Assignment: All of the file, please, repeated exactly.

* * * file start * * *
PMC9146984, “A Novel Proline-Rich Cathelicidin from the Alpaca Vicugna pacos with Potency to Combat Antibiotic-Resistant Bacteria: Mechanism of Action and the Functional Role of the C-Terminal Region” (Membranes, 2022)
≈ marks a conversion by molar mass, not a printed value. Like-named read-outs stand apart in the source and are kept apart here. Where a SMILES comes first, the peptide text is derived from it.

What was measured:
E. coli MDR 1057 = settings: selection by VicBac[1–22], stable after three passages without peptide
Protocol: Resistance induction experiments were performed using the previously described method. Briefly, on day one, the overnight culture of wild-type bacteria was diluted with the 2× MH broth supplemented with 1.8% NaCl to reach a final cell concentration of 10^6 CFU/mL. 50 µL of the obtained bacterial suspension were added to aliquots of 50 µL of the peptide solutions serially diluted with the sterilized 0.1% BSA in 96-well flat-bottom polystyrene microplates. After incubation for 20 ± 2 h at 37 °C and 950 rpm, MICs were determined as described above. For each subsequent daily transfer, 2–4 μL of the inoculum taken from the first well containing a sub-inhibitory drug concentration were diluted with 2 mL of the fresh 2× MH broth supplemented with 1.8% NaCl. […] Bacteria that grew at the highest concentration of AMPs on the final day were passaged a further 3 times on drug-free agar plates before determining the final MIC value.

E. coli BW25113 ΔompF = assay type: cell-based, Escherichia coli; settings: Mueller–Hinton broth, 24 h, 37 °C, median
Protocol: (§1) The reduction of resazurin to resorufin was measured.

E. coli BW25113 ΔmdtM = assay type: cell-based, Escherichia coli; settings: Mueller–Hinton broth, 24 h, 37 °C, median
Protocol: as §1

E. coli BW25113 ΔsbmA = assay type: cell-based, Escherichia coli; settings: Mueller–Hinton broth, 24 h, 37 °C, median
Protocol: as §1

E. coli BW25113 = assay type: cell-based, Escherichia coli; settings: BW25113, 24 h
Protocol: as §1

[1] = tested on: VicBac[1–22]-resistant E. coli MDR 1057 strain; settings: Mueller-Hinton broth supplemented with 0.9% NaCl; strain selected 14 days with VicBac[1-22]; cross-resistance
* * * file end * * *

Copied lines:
PMC9146984, “A Novel Proline-Rich Cathelicidin from the Alpaca Vicugna pacos with Potency to Combat Antibiotic-Resistant Bacteria: Mechanism of Action and the Functional Role of the C-Terminal Region” (Membranes, 2022)
≈ marks a conversion by molar mass, not a printed value. Like-named read-outs stand apart in the source and are kept apart here. Where a SMILES comes first, the peptide text is derived from it.

What was measured:
E. coli MDR 1057 = settings: selection by VicBac[1–22], stable after three passages without peptide
Protocol: Resistance induction experiments were performed using the previously described method. Briefly, on day one, the overnight culture of wild-type bacteria was diluted with the 2× MH broth supplemented with 1.8% NaCl to reach a final cell concentration of 10^6 CFU/mL. 50 µL of the obtained bacterial suspension were added to aliquots of 50 µL of the peptide solutions serially diluted with the sterilized 0.1% BSA in 96-well flat-bottom polystyrene microplates. After incubation for 20 ± 2 h at 37 °C and 950 rpm, MICs were determined as described above. For each subsequent daily transfer, 2–4 μL of the inoculum taken from the first well containing a sub-inhibitory drug concentration were diluted with 2 mL of the fresh 2× MH broth supplemented with 1.8% NaCl. […] Bacteria that grew at the highest concentration of AMPs on the final day were passaged a further 3 times on drug-free agar plates before determining the final MIC value.

E. coli BW25113 ΔompF = assay type: cell-based, Escherichia coli; settings: Mueller–Hinton broth, 24 h, 37 °C, median
Protocol: (§1) The reduction of resazurin to resorufin was measured.

E. coli BW25113 ΔmdtM = assay type: cell-based, Escherichia coli; settings: Mueller–Hinton broth, 24 h, 37 °C, median
Protocol: as §1

E. coli BW25113 ΔsbmA = assay type: cell-based, Escherichia coli; settings: Mueller–Hinton broth, 24 h, 37 °C, median
Protocol: as §1

E. coli BW25113 = assay type: cell-based, Escherichia coli; settings: BW25113, 24 h
Protocol: as §1

[1] = tested on: VicBac[1–22]-resistant E. coli MDR 1057 strain; settings: Mueller-Hinton broth supplemented with 0.9% NaCl; strain selected 14 days with VicBac[1-22]; cross-resistance